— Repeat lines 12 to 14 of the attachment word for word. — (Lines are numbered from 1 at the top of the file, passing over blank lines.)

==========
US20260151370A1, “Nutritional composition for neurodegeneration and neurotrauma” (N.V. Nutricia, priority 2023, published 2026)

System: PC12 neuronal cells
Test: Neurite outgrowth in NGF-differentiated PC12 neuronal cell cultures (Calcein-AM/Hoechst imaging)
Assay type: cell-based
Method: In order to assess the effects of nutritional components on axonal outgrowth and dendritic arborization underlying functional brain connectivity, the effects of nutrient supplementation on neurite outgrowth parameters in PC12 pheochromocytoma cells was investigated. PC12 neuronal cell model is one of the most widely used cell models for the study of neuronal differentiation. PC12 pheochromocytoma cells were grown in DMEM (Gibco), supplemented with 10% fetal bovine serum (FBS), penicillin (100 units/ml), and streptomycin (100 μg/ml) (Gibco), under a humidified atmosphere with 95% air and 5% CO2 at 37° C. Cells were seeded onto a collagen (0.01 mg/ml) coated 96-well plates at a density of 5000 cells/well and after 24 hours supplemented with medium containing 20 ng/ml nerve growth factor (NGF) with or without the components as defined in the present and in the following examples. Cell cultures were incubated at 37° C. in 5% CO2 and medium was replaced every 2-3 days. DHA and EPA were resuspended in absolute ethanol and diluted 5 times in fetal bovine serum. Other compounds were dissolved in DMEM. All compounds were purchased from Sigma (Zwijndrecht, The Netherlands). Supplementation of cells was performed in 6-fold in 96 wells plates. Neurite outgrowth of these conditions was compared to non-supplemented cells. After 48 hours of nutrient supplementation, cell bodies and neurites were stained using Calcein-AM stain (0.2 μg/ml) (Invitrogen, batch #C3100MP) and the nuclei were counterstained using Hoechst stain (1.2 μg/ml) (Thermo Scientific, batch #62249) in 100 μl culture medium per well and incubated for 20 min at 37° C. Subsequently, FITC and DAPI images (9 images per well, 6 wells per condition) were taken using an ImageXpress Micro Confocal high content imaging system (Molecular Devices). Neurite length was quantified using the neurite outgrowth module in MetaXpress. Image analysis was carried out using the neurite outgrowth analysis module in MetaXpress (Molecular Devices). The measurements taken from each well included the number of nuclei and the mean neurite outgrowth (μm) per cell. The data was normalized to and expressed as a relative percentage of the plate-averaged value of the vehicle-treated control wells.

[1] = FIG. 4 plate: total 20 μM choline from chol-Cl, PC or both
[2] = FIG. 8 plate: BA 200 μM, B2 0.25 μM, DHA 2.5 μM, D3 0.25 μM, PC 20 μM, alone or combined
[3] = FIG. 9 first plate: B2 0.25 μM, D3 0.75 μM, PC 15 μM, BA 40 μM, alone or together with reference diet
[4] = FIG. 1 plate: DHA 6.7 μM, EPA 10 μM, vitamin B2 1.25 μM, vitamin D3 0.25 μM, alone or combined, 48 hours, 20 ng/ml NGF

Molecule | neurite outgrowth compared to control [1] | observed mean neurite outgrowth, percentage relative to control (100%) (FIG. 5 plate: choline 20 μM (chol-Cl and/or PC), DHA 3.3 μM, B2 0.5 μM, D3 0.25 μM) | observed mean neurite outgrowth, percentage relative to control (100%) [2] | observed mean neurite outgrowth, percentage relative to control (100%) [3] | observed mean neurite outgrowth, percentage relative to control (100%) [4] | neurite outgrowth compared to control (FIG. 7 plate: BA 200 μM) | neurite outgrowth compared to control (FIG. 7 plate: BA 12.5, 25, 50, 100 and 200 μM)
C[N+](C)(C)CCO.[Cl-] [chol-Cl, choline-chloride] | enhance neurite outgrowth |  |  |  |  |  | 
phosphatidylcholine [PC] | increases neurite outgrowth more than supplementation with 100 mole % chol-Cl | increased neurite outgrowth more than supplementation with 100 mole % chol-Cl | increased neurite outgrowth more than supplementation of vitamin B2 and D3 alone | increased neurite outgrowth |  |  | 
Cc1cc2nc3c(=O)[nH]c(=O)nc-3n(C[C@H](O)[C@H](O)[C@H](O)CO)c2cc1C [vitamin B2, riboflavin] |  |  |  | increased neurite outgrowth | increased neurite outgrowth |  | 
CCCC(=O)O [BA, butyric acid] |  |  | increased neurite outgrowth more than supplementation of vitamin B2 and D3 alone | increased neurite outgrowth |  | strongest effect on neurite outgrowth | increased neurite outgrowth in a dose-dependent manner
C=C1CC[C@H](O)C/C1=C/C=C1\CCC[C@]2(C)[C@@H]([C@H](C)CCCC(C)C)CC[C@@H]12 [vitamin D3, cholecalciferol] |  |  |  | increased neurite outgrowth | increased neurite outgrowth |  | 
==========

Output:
phosphatidylcholine [PC] | increases neurite outgrowth more than supplementation with 100 mole % chol-Cl | increased neurite outgrowth more than supplementation with 100 mole % chol-Cl | increased neurite outgrowth more than supplementation of vitamin B2 and D3 alone | increased neurite outgrowth |  |  | 
Cc1cc2nc3c(=O)[nH]c(=O)nc-3n(C[C@H](O)[C@H](O)[C@H](O)CO)c2cc1C [vitamin B2, riboflavin] |  |  |  | increased neurite outgrowth | increased neurite outgrowth |  | 
CCCC(=O)O [BA, butyric acid] |  |  | increased neurite outgrowth more than supplementation of vitamin B2 and D3 alone | increased neurite outgrowth |  | strongest effect on neurite outgrowth | increased neurite outgrowth in a dose-dependent manner